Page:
Ngamije is Africa short story winner

THE Commonwealth Foundation on May 12 announced the regional winners of the world’s most global literary prize.
Rwandan-born Namibian author Rémy Ngamije has won the 2020 Commonwealth Short Story Prize (Africa) for his story ‘Granddaughter of The Octopus’.
The 32-year-old author and photographer beat off competition from a strong field of shortlisted entrants including Moso Sematlane from Lesotho and Nigerian writers Ola W. Halim, Vincent Anioke and Franklyn Usouwa to become the Africa winner.
Ngamije will go through to the final round of judging and the overall winner will be announced on June 30.
Recounting a family history of love, violence, and dispossession, ‘Granddaughter of the Octopus’ is an experimental short story filled with humour, voice, and quiet, earnest truths.
The woman at the centre of the story is, the author says, ‘a fierce grandmother who refuses to cower to societal demands, a woman who is determined to live life on her own terms no matter the price she has to pay for her choices.’
Africa judge, Nigerian writer A.Igoni Barrett said, “Granddaughter of the Octopus is a psychologically astute portrait of a larger-than-life character whose rollicking essence is distilled into the reader’s imagination through concise prose, yes, and poetic detail, yes again. But there’s also that extra magic of the writer who wields metaphor like a whip cracking at untamed life.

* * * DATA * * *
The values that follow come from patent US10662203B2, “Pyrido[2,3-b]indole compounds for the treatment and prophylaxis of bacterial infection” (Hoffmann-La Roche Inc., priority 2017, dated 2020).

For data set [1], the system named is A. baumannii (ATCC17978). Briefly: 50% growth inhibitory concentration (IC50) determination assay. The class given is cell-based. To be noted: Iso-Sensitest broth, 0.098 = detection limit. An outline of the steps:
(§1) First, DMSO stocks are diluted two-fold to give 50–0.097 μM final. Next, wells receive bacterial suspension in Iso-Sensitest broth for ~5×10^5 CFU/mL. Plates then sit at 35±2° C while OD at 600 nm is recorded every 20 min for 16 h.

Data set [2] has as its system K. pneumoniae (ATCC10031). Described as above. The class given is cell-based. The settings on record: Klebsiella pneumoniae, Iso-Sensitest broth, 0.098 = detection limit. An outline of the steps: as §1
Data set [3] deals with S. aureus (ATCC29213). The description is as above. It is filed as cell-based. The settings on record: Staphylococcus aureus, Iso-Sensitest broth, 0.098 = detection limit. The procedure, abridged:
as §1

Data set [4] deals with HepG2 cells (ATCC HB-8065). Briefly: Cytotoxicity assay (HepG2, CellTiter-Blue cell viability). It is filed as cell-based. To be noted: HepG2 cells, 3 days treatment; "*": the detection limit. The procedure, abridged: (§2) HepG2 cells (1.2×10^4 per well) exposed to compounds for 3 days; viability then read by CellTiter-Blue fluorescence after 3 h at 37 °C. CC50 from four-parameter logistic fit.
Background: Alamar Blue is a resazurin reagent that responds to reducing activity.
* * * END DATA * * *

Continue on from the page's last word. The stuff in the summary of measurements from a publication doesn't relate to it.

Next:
“The unforgettable matriarch of this bittersweet tale is audacious, indecorous, and unabashedly sensual, all of which, and much, much more—I must add hilarious—are captured in a voice both raw and tender as a welt. To quote the story’s narrator, “The past always wins.” But the future, in the transfiguring writing of Rémy Ngamije, is winning this time,” said Barrett.
Commenting on his win, Remy Ngamije said, “To win for the Africa region is unexpected and humbling. I am honoured to join the likes of Innocent Chizaram, Faraaz Mohamed, Lesley Nneka Arimah, and Jennifer Nansubuga Makumbi – writers whose works and unfolding careers continue to inspire me.
“It is my hope this recognition encourages more writers from my home country, and those from less established literary traditions, to continue their writing journeys, to find the courage, patience, and confidence needed to participate in this intercontinental community of storytelling.”
The story was selected from a shortlist of 25 by the international judging panel, chaired by South African writer Zoë Wicomb.
The Commonwealth Short Story Prize is awarded annually for the best piece of unpublished short fiction from the Commonwealth. It is the only prize in the world where entries can be submitted in Bengali, Chinese, English, French, Greek, Malay, Portuguese, Samoan, Swahili, Tamil, and Turkish.